(a) What would you reveal to Mrs Kong regarding your professional view about children with Down syndrome and their future in Singapore? (4 Marks)
I would first let Mrs Kong know that it is not her fault that her child is down with Down syndrome as it is caused by an extra set of chromosome 21 found in the baby. Doctors have yet to find the cause of this extra chromosome 21 (Down Syndrome Association Singapore, 2009). Next, I will assure her that with interventions, children with Down syndrome will learn to be independent. They will also grow to be able to take care of themselves and make friends. Further, since Nicky is diagnosed at such an early age, early interventions can be taken to help the child.
As mentioned by Heward (2009), early intervention includes different kinds of supports such as educational, health childcare and family support to reduce the effects of a disability or to prevent learning and developmental problems from happening in the early childhood years. Early interventions aims to “maximize a child’s learning during their most receptive period for learning, during the preschool years, and to lay a foundation for later learning of more complex skills” (Lim & Quah, 2004). There have also been cases where children with Down syndrome has done well in a mainstream primary school. According to Nazeer (2006), 10 year old Koh Shu Huan attends classes in a mainstream school and she juggles her school, remedial classes, tuition, hockey and dance classes. If she can do it, good interventions and collaborations between Mrs Kong and Nicky’s teachers to be will produce another child like Shu Huan.
Mrs Kong will also hear from me that people less than half of the people with special needs hold a job in Singapore (Channel NewsAsia, 2004). However, it will take another twenty years before Nicky gets into the workforce and there may be drastic changes to the workforce of people with disability.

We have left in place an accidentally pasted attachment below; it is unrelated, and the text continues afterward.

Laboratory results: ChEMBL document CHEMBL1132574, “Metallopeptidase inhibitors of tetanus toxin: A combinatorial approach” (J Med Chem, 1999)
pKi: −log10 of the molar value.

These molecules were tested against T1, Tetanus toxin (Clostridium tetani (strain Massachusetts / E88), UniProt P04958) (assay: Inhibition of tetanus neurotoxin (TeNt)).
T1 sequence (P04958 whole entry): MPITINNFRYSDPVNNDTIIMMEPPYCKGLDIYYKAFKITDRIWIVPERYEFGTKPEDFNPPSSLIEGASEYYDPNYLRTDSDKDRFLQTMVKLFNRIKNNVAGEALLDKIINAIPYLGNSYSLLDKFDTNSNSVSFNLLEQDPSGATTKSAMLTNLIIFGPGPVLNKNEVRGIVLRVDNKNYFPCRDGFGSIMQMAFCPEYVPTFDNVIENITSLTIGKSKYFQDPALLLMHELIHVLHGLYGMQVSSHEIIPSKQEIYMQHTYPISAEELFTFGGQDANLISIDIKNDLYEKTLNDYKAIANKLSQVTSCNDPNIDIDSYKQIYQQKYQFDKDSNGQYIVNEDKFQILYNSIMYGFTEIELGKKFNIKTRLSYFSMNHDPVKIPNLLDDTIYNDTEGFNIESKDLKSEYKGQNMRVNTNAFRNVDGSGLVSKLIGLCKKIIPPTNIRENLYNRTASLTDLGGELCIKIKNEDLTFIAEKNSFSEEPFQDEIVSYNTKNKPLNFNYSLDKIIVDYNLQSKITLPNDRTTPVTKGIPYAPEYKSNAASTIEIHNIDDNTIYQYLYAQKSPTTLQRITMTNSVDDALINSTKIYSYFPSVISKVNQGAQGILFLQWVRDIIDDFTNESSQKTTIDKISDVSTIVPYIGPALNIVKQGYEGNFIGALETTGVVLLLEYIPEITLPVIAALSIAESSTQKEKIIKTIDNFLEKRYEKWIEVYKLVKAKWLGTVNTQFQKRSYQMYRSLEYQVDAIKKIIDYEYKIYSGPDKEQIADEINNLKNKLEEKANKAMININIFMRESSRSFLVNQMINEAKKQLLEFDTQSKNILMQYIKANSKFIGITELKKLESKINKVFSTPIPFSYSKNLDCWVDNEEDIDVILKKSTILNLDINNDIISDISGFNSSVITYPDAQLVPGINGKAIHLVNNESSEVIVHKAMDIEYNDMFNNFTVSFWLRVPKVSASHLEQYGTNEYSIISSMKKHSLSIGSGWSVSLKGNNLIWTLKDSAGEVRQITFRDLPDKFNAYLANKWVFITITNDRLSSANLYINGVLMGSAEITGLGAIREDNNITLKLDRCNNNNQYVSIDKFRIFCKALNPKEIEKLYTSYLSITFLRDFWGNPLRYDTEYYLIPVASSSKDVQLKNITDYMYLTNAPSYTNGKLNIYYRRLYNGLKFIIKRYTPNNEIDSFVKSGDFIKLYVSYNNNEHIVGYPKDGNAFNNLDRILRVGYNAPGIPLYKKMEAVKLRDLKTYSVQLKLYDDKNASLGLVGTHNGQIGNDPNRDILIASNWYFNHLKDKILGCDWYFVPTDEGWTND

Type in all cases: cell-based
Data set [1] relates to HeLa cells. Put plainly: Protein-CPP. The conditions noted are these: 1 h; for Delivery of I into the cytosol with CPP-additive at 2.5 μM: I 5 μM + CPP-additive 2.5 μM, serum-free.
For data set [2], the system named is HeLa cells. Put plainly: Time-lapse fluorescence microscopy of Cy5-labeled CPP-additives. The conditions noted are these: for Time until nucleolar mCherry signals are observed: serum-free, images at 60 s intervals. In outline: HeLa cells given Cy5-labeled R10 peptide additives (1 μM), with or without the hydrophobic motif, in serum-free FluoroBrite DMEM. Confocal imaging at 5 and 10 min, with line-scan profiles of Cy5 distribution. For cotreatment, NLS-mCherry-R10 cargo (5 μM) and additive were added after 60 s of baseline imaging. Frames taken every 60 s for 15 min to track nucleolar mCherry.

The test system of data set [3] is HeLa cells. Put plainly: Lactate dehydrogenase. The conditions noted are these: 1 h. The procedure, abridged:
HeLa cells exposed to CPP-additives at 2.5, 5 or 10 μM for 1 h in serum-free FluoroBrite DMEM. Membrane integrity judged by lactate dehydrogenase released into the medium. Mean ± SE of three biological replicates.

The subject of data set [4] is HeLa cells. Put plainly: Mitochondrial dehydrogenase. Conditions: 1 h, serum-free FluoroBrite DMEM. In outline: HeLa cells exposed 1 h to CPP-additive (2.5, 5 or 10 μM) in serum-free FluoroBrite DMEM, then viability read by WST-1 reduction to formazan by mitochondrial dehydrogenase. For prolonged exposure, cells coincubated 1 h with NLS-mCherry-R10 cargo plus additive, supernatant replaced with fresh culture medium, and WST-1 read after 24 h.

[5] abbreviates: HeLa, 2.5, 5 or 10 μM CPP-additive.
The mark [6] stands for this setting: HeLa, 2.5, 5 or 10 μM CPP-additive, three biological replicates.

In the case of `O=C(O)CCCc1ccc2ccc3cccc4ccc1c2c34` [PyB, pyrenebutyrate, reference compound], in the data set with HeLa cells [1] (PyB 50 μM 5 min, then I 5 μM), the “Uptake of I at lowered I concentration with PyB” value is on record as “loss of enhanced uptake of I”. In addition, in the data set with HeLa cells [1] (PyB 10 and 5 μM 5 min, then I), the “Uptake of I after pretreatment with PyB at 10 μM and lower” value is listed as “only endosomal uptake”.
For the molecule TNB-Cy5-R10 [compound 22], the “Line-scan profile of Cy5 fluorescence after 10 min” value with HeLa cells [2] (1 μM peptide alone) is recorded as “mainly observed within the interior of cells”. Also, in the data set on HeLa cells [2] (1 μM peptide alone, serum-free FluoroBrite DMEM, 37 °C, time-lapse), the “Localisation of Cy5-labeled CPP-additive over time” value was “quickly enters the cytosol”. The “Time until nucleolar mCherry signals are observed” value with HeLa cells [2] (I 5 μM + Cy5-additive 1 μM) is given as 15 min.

(b) Given the limited information provided, what would you advise Mrs Kong about:
(i) Enrolling Nicky into the centre’s toddler class; and (2 Marks)
I would suggest to Mrs Kong to find out some information about special education schools like the Asian Women’s Welfare Association school(AWWA) which caters to children from birth till the age of 18(Lim & Quah, 2004). She can then make comparisons and decide if she wants to send Nicky into my class. Next, if she is sure that she wants to put Nicky into my class, I would be happy to speak to the principal together with Mrs Kong so as to see that necessary arrangements can be made to accommodate the child. Mrs Kong must also know that she has to work very closely with me unlike the 2 other children she has.
(ii) Nicky’s diagnosis of having Down syndrome. (2 Marks)
I would advise Mrs Kong to make an appointment as soon as possible to further assess if the child has Down syndrome. Based on Mrs Kong’s observations of Nicky seeming to be a bit slow in learning and having difficulty in sitting upright topped with the blood test, there is a high possibility that Nicky has Down syndrome. However, I will stress that facial features and observations made are very subjective. Therefore Mrs Kong should bring Nicky for a thorough checkup with the pediatrician. If she is still uncertain about the results, she may consult another doctor for a second opinion.